National Air Traffic Services (Nats) has brought forward changes to the computer system which caused delays for thousands of travellers last month.
The Flight Data Processing System (FDPS) was due to be moved by 2007, but Nats has revealed to vnunet.com that it will now be moved from its present site at the West Drayton centre to the new air traffic control centre at Swanwick in 2006.
Nats is looking at a "progressive replacement" of elements of the FDPS so that by 2006 fewer airports will rely on the system. It maintained that the accelerated move was not related to the problems with the system.
Nats claims to have identified the problem in the software which caused the system to crash when a faulty flight plan was entered. It has modified the system so that it will now reject faulty plans.
It has also confirmed that software at Swanwick will be replaced by the end of the decade.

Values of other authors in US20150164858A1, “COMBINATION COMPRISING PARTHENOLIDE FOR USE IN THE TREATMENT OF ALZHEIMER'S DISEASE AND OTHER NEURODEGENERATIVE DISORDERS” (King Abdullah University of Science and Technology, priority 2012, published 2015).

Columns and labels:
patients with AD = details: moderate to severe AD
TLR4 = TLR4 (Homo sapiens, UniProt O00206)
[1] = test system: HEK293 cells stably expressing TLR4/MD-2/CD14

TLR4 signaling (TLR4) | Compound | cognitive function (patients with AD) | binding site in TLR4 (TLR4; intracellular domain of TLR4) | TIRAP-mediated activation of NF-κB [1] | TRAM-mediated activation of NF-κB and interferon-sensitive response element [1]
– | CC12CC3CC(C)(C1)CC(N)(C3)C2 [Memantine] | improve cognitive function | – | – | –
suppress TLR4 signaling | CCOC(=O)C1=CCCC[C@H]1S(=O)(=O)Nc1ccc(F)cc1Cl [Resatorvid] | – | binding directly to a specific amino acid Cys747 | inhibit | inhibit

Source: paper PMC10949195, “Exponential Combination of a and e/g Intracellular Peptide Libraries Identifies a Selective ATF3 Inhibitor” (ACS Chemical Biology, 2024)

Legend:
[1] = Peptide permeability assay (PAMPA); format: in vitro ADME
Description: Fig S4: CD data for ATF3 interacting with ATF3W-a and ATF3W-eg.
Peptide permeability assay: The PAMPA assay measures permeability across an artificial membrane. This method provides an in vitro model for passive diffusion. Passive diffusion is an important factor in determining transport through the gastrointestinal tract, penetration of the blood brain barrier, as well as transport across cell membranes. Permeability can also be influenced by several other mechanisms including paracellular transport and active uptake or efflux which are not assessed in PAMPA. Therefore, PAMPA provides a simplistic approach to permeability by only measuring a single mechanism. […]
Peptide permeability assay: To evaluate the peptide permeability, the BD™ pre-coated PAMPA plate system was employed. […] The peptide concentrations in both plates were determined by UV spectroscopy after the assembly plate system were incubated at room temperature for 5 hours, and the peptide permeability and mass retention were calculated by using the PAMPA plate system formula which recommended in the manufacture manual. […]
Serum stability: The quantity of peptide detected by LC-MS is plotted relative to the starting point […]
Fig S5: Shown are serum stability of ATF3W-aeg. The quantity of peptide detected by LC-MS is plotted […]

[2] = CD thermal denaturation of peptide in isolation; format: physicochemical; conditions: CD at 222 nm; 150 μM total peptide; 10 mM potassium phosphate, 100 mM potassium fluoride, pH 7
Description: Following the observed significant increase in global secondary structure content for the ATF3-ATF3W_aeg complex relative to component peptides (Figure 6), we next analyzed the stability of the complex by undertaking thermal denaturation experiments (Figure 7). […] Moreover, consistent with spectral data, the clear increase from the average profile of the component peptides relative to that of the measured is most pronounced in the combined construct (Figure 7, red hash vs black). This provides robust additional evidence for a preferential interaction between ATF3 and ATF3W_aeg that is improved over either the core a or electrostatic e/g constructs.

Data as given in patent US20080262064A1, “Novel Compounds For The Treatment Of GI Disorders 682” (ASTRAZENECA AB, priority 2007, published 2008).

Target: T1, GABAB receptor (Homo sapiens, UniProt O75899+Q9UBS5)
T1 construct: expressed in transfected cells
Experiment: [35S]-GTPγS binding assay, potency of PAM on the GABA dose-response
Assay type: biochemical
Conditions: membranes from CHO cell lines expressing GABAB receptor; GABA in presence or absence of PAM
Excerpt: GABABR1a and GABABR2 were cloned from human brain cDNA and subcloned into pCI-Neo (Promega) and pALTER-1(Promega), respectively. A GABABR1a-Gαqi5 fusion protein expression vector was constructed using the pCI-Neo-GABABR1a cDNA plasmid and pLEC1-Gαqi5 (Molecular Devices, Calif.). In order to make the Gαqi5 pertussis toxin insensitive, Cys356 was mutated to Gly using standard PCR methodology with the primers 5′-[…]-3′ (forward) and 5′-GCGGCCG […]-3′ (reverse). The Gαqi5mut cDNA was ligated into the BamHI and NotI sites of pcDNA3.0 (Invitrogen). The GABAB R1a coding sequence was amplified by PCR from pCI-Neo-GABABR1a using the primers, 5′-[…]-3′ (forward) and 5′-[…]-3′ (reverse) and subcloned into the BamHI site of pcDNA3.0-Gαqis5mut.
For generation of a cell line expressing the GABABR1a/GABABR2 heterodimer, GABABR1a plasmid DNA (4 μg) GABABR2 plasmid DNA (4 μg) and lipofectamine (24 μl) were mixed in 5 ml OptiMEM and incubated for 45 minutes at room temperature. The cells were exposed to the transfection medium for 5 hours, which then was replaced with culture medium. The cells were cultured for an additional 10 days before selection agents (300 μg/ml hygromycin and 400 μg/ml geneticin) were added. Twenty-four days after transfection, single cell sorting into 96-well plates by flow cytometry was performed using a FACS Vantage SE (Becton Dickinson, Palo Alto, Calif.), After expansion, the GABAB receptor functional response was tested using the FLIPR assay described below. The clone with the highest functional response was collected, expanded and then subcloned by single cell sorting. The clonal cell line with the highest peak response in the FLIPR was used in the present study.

Swanwick became operational in January this year, five years late and £180m over budget. Much of the delay and expense was due to problems with software development.
"At some stage towards the end of the decade we will look to upgrade [the software] further. For the time being we are encouraged by the 30 per cent increase in capacity we will get over the next four to five years," said a Nats spokesman. "Technology moves quickly [but] it is some years away."
vnunet.com previously revealed that Nats is already developing long term plans for replacing the software at Swanwick. Nats said it will use off-the-shelf commercial products this time rather than develop its own systems.
Swanwick controls 200,000 square miles of airspace over England and Wales, and looks after two million flights per year.
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